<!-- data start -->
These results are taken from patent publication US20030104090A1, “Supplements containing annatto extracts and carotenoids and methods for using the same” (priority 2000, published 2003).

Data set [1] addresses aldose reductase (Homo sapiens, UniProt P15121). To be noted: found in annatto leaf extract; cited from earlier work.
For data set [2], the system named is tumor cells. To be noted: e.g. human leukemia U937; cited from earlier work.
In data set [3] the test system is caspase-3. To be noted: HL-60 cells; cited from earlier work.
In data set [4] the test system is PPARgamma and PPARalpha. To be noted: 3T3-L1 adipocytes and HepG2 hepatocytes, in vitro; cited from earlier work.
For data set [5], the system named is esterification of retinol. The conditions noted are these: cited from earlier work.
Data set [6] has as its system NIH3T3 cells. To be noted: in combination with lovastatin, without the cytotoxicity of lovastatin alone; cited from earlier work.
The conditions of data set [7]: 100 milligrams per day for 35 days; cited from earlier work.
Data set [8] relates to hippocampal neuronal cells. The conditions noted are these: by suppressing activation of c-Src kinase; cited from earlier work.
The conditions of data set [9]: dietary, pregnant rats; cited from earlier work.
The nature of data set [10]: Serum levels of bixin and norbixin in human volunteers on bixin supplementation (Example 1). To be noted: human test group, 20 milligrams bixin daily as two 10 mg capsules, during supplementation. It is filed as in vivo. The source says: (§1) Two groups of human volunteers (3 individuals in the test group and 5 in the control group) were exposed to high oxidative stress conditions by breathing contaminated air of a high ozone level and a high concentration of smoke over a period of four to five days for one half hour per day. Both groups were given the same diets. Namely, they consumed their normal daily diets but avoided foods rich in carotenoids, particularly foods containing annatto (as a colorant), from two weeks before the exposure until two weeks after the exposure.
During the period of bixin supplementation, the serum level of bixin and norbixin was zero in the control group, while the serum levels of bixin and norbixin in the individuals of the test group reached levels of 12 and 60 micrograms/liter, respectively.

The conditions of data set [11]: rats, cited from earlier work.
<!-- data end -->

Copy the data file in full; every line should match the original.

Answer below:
These results are taken from patent publication US20030104090A1, “Supplements containing annatto extracts and carotenoids and methods for using the same” (priority 2000, published 2003).

Data set [1] addresses aldose reductase (Homo sapiens, UniProt P15121). To be noted: found in annatto leaf extract; cited from earlier work.
For data set [2], the system named is tumor cells. To be noted: e.g. human leukemia U937; cited from earlier work.
In data set [3] the test system is caspase-3. To be noted: HL-60 cells; cited from earlier work.
In data set [4] the test system is PPARgamma and PPARalpha. To be noted: 3T3-L1 adipocytes and HepG2 hepatocytes, in vitro; cited from earlier work.
For data set [5], the system named is esterification of retinol. The conditions noted are these: cited from earlier work.
Data set [6] has as its system NIH3T3 cells. To be noted: in combination with lovastatin, without the cytotoxicity of lovastatin alone; cited from earlier work.
The conditions of data set [7]: 100 milligrams per day for 35 days; cited from earlier work.
Data set [8] relates to hippocampal neuronal cells. The conditions noted are these: by suppressing activation of c-Src kinase; cited from earlier work.
The conditions of data set [9]: dietary, pregnant rats; cited from earlier work.
The nature of data set [10]: Serum levels of bixin and norbixin in human volunteers on bixin supplementation (Example 1). To be noted: human test group, 20 milligrams bixin daily as two 10 mg capsules, during supplementation. It is filed as in vivo. The source says: (§1) Two groups of human volunteers (3 individuals in the test group and 5 in the control group) were exposed to high oxidative stress conditions by breathing contaminated air of a high ozone level and a high concentration of smoke over a period of four to five days for one half hour per day. Both groups were given the same diets. Namely, they consumed their normal daily diets but avoided foods rich in carotenoids, particularly foods containing annatto (as a colorant), from two weeks before the exposure until two weeks after the exposure.
During the period of bixin supplementation, the serum level of bixin and norbixin was zero in the control group, while the serum levels of bixin and norbixin in the individuals of the test group reached levels of 12 and 60 micrograms/liter, respectively.

The conditions of data set [11]: rats, cited from earlier work.